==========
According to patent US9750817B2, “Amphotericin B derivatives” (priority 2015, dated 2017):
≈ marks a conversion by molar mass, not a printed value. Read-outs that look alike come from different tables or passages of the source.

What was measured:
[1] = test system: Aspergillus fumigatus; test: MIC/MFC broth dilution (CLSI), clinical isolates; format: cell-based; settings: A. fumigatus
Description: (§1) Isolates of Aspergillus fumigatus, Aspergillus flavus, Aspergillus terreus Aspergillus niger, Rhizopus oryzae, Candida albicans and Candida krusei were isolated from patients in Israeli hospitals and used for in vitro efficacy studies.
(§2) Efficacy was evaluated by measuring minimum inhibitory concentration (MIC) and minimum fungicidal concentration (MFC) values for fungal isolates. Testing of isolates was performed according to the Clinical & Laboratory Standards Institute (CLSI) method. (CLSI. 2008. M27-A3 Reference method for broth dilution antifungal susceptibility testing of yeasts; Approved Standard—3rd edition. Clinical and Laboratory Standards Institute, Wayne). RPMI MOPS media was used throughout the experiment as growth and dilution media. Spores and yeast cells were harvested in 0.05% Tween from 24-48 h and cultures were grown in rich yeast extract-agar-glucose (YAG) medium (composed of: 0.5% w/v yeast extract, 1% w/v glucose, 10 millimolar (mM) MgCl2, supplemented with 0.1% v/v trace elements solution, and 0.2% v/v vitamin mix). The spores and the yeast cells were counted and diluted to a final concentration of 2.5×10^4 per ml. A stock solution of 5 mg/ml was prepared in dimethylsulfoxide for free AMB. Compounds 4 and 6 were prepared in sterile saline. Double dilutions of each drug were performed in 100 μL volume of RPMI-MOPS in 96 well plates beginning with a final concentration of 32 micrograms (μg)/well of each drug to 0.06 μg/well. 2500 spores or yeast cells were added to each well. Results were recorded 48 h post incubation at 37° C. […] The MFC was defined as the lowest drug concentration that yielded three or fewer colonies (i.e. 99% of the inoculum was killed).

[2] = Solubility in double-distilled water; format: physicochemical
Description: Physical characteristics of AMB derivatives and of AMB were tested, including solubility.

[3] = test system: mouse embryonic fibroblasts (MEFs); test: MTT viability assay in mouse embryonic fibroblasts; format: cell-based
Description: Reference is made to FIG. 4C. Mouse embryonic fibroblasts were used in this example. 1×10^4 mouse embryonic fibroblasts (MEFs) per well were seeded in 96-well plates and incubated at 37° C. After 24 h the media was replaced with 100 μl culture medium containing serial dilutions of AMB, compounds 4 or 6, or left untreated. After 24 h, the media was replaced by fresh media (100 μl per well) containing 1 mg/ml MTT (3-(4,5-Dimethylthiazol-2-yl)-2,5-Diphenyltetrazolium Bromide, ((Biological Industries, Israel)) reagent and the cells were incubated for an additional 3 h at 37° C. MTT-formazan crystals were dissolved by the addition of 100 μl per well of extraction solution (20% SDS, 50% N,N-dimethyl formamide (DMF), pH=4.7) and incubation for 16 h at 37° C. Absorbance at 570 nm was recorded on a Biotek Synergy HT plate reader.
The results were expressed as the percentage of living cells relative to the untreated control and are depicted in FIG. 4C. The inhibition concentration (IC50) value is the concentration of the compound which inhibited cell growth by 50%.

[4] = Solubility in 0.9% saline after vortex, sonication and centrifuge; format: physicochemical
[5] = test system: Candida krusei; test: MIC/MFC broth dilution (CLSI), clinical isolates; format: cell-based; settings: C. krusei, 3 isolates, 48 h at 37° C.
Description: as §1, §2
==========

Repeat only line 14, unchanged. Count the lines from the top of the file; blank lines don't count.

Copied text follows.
Description: as §1, §2